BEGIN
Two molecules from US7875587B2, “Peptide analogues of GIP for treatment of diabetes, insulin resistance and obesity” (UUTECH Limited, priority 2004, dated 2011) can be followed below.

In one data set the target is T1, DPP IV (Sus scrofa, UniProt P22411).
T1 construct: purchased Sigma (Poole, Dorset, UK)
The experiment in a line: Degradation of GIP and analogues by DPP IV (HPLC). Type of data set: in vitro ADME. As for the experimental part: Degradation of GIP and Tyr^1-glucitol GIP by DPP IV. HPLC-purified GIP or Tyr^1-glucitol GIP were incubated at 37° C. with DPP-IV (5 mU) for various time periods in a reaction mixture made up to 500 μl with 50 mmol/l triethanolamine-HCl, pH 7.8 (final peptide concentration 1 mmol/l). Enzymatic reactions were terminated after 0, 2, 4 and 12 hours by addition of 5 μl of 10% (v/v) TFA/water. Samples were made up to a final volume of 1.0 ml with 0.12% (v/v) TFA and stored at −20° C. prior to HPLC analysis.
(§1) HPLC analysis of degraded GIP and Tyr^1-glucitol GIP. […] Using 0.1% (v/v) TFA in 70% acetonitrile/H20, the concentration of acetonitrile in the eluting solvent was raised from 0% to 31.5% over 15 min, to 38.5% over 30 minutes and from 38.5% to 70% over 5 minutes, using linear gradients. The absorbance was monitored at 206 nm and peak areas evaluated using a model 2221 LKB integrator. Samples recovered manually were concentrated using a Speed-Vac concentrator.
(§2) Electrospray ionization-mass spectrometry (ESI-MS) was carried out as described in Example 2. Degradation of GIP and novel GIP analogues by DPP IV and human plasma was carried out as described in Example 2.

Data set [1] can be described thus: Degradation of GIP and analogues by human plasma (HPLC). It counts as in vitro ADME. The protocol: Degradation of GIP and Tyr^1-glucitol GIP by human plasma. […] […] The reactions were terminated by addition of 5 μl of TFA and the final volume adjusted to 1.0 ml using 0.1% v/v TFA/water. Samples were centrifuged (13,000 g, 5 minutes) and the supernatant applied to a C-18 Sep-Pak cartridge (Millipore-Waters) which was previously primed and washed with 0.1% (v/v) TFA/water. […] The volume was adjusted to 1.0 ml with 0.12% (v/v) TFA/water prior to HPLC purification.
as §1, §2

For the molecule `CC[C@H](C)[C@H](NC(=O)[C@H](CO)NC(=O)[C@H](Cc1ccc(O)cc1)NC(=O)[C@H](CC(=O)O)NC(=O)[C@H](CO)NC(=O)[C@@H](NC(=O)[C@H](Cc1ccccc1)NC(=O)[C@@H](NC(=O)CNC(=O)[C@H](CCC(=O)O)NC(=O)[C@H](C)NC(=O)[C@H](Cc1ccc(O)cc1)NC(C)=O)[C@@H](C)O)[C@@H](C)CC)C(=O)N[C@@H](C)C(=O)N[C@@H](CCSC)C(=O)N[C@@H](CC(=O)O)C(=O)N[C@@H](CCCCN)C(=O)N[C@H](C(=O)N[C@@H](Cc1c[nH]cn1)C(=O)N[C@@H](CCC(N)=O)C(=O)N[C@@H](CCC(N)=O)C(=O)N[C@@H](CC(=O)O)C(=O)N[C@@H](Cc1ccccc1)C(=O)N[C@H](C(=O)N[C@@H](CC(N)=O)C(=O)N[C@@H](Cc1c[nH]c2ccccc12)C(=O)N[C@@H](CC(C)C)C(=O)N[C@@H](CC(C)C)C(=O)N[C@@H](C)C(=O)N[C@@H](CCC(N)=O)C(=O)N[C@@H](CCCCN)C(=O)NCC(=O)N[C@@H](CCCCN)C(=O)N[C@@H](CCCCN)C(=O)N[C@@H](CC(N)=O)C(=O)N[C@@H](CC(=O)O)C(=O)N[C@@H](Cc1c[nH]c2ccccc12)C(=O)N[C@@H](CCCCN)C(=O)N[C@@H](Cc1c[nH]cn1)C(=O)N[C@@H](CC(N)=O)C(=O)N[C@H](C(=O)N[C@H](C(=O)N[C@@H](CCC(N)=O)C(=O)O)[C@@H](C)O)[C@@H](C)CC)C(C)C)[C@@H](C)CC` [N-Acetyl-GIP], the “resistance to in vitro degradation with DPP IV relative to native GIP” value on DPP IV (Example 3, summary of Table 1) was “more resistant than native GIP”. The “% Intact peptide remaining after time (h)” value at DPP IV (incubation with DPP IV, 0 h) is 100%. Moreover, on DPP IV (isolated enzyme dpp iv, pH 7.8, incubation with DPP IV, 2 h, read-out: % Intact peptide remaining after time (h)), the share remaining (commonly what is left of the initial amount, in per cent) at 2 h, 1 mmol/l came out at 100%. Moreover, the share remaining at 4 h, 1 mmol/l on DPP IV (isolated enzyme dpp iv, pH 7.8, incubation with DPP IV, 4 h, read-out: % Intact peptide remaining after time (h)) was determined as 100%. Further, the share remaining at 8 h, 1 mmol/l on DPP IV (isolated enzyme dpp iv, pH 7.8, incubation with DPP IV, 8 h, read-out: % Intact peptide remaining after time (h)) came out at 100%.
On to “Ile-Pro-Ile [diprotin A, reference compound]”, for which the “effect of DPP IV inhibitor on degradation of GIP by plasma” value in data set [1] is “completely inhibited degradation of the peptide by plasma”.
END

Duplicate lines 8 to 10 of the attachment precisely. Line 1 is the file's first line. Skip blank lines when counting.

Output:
as §1, §2

For the molecule `CC[C@H](C)[C@H](NC(=O)[C@H](CO)NC(=O)[C@H](Cc1ccc(O)cc1)NC(=O)[C@H](CC(=O)O)NC(=O)[C@H](CO)NC(=O)[C@@H](NC(=O)[C@H](Cc1ccccc1)NC(=O)[C@@H](NC(=O)CNC(=O)[C@H](CCC(=O)O)NC(=O)[C@H](C)NC(=O)[C@H](Cc1ccc(O)cc1)NC(C)=O)[C@@H](C)O)[C@@H](C)CC)C(=O)N[C@@H](C)C(=O)N[C@@H](CCSC)C(=O)N[C@@H](CC(=O)O)C(=O)N[C@@H](CCCCN)C(=O)N[C@H](C(=O)N[C@@H](Cc1c[nH]cn1)C(=O)N[C@@H](CCC(N)=O)C(=O)N[C@@H](CCC(N)=O)C(=O)N[C@@H](CC(=O)O)C(=O)N[C@@H](Cc1ccccc1)C(=O)N[C@H](C(=O)N[C@@H](CC(N)=O)C(=O)N[C@@H](Cc1c[nH]c2ccccc12)C(=O)N[C@@H](CC(C)C)C(=O)N[C@@H](CC(C)C)C(=O)N[C@@H](C)C(=O)N[C@@H](CCC(N)=O)C(=O)N[C@@H](CCCCN)C(=O)NCC(=O)N[C@@H](CCCCN)C(=O)N[C@@H](CCCCN)C(=O)N[C@@H](CC(N)=O)C(=O)N[C@@H](CC(=O)O)C(=O)N[C@@H](Cc1c[nH]c2ccccc12)C(=O)N[C@@H](CCCCN)C(=O)N[C@@H](Cc1c[nH]cn1)C(=O)N[C@@H](CC(N)=O)C(=O)N[C@H](C(=O)N[C@H](C(=O)N[C@@H](CCC(N)=O)C(=O)O)[C@@H](C)O)[C@@H](C)CC)C(C)C)[C@@H](C)CC` [N-Acetyl-GIP], the “resistance to in vitro degradation with DPP IV relative to native GIP” value on DPP IV (Example 3, summary of Table 1) was “more resistant than native GIP”. The “% Intact peptide remaining after time (h)” value at DPP IV (incubation with DPP IV, 0 h) is 100%. Moreover, on DPP IV (isolated enzyme dpp iv, pH 7.8, incubation with DPP IV, 2 h, read-out: % Intact peptide remaining after time (h)), the share remaining (commonly what is left of the initial amount, in per cent) at 2 h, 1 mmol/l came out at 100%. Moreover, the share remaining at 4 h, 1 mmol/l on DPP IV (isolated enzyme dpp iv, pH 7.8, incubation with DPP IV, 4 h, read-out: % Intact peptide remaining after time (h)) was determined as 100%. Further, the share remaining at 8 h, 1 mmol/l on DPP IV (isolated enzyme dpp iv, pH 7.8, incubation with DPP IV, 8 h, read-out: % Intact peptide remaining after time (h)) came out at 100%.
On to “Ile-Pro-Ile [diprotin A, reference compound]”, for which the “effect of DPP IV inhibitor on degradation of GIP by plasma” value in data set [1] is “completely inhibited degradation of the peptide by plasma”.